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Daniel Peterson: 2 competing visions of 'restoration'

In 1834, Eber D. Howe, editor of the Painesville (Ohio) Telegraph, published “Mormonism Unvailed” (sic). Generally recognized as the very first anti-Mormon book, it blazed the trail for many hundreds of future volumes — which, in many regards, haven’t really advanced much beyond it. But Howe wasn’t the first significant critic of Mormonism. Alexander Campbell (1788-1866) had already published a lengthy critique of the Book of Mormon in the pages of his periodical The Millennial Harbinger in February 1831, titled “Delusions.”

Who was Alexander Campbell? Importantly, he was the Scotland-born son of the Rev. Thomas Campbell (1763-1854) who, having been raised an Anglican, was ordained a Presbyterian minister before emigrating to the United States in 1807, where he soon affiliated with the Baptists. Eventually, Alexander and Thomas became the principal figures at the origins of an American religious movement (sometimes called “Campbellite”) that includes today’s Disciples of Christ and Churches of Christ.

Together, they sought the complete restoration, as they termed it, of biblical or early apostolic Christianity, which, they believed, would unite Christians worldwide.

Those who think that this sounds rather like early Mormonism aren’t wrong. And, indeed, several significant early converts of The Church of Jesus Christ of Latter-day Saints — including Isaac Morley, Newell K. Whitney, Edward Partridge, Parley Pratt and Sidney Rigdon — came to Mormonism from the Campbellite movement.

Perhaps the loss of such prominent and energetic disciples accounts for some of Alexander Campbell’s animus against Mormonism. But the Campbellites and the Latter-day Saints were also contesting the meaning of the word “restoration,” which was fundamentally important to both movements.

One of the many striking insights offered by Gary Lawrence’s fascinating 2008 book “How Americans View Mormonism” (published by The Parameter Foundation) concerns that very word. When Latter-day Saints speak of “the Restoration” and of “the restored church,” he says, many in their audience misunderstand what they’re saying.

How? Many Americans who hear the word, Lawrence argues on the basis of survey data, envision something like the restoring of an old car or a dilapidated house. By contrast, when Latter-day Saints speak of “restoration” they have in mind not merely a daub of paint here or a patch there but the bringing back of something that was actually absent — in the way that a lost child might be “restored” to grieving parents.

Lawrence’s distinction is relevant to the disagreement between the Campbellite and the Latter-day Saint movements over what it means to “restore” apostolic Christianity.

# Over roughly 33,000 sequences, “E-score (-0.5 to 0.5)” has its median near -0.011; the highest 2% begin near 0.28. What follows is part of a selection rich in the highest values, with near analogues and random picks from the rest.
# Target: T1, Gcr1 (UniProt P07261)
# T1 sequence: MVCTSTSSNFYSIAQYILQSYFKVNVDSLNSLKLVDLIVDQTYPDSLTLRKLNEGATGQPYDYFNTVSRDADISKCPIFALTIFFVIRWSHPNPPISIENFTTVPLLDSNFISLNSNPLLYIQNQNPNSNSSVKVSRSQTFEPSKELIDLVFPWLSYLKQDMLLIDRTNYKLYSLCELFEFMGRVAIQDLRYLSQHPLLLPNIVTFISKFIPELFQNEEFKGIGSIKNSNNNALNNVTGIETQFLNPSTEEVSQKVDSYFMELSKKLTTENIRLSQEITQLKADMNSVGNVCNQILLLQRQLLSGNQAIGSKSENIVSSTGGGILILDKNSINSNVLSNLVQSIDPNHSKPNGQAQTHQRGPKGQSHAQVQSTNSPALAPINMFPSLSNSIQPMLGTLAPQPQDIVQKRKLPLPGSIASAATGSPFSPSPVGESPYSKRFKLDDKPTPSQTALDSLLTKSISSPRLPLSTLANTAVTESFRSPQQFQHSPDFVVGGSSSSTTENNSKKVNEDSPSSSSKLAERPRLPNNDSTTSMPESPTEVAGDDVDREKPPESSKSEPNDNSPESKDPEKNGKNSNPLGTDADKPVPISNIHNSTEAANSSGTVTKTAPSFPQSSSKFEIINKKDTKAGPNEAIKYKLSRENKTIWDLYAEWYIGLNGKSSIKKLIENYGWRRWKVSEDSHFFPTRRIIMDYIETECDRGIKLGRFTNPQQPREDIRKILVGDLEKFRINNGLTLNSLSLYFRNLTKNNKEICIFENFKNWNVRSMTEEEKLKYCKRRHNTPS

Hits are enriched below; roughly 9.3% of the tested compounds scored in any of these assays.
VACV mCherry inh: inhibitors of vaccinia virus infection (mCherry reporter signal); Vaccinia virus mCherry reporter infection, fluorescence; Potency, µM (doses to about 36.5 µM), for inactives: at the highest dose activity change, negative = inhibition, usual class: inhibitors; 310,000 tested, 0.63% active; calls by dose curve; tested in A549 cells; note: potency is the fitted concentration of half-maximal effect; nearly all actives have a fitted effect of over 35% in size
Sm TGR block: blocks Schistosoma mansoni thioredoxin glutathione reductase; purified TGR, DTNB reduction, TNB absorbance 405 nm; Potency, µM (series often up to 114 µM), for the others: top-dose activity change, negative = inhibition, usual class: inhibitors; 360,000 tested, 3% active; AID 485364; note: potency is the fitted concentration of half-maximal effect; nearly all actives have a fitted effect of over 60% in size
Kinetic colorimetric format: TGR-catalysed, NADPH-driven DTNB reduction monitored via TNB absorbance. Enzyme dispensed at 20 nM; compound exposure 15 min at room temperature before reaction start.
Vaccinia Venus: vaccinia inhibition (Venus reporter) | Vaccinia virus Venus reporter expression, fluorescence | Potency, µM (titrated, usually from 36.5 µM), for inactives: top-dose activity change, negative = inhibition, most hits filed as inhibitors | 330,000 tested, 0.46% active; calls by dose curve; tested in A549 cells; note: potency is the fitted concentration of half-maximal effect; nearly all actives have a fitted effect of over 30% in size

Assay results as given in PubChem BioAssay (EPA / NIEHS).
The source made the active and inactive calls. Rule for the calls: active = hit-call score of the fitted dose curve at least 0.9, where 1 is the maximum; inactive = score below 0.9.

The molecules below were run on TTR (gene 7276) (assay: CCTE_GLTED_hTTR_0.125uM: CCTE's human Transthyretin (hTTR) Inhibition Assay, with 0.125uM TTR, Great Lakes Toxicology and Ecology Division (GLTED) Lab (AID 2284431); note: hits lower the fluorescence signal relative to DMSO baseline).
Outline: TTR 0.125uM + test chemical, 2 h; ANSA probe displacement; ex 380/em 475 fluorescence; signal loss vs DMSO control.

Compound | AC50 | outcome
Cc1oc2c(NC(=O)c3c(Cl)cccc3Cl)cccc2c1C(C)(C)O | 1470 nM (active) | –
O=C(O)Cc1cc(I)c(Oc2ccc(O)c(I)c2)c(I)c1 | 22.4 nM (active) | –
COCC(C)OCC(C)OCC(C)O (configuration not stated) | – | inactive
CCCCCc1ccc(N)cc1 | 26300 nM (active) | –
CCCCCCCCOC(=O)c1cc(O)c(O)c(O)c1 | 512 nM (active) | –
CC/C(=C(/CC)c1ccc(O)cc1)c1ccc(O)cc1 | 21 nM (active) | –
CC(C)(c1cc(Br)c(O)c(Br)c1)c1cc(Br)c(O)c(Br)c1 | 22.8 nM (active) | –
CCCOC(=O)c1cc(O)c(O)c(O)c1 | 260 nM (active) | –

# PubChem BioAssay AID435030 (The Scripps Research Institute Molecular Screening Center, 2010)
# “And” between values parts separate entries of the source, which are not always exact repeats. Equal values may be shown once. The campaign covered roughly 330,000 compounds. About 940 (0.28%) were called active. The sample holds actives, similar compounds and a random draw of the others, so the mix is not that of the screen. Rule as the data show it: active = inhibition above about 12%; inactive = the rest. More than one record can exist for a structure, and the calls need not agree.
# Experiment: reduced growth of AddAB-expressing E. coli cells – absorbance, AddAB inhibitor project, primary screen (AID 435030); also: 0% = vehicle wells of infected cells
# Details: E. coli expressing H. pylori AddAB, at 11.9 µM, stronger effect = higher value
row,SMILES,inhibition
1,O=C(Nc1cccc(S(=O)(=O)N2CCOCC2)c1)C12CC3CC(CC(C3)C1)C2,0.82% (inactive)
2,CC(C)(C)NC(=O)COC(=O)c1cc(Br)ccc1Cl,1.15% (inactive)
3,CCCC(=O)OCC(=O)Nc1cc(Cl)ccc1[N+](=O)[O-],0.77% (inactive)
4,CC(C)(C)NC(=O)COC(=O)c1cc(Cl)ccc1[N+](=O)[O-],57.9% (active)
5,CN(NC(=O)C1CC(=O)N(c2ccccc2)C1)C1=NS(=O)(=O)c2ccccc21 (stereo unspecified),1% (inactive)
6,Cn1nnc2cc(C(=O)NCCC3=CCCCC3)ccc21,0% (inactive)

Thomas and Alexander Campbell believed that the existing Christian church or churches could be reformed, and apostolic Christianity restored, through careful, systematic study of the Bible in its original languages. Such study, the Campbells held, should use reasoned analysis as it was taught and modeled in the works of the philosopher John Locke and the thinkers of the Scottish Enlightenment, out of which they both emerged.

By contrast, although Joseph Smith was interested in learning biblical languages, he lacked the educational background that the Campbells enjoyed. Much more importantly, though, his concept of restoration didn’t involve repairs and modifications to existing churches based on reasoned biblical scholarship. Instead, it required the return of lost truths, lost texts and lost authority by divine messengers.

Notably, while Alexander Campbell sought a return to “apostolic Christianity,” he denied the need for a restoration of the apostolic office itself, declaring that actual apostles belonged uniquely to the primitive church and were no longer needed. In stark contrast, restored apostolic authority and actual apostles are fundamental to The Church of Jesus Christ of Latter-day Saints.

Kevin Barney presented a paper on Mormonism and the Campbellite movement to the 1999 FairMormon conference under the title “A Tale of Two Restorations” (see

For the first time, though, the subject has now received book-length treatment. Published by Brigham Young University Press in conjunction with Abilene Christian University Press — like California’s Pepperdine University, Abilene Christian is affiliated with the Churches of Christ, a loose federation of broadly Campbellite congregations — RoseAnn Benson’s “Alexander Campbell and Joseph Smith: 19th-Century Restorationists” attempts a balanced examination of two contrasting efforts to restore primitive Christianity.

Herself a member of The Church of Jesus Christ of Latter-day Saints with a Disciples of Christ background, Benson surveys the beliefs of the two movements, both similar and distinctive (including their different understandings of “restoration”), and their interactions with each other. (Helpfully, she includes the entire text of Alexander Campbell’s polemic against the Book of Mormon.)

Those curious about how the Prophet Joseph Smith was and was not a man of his time will find this book both informative and interesting.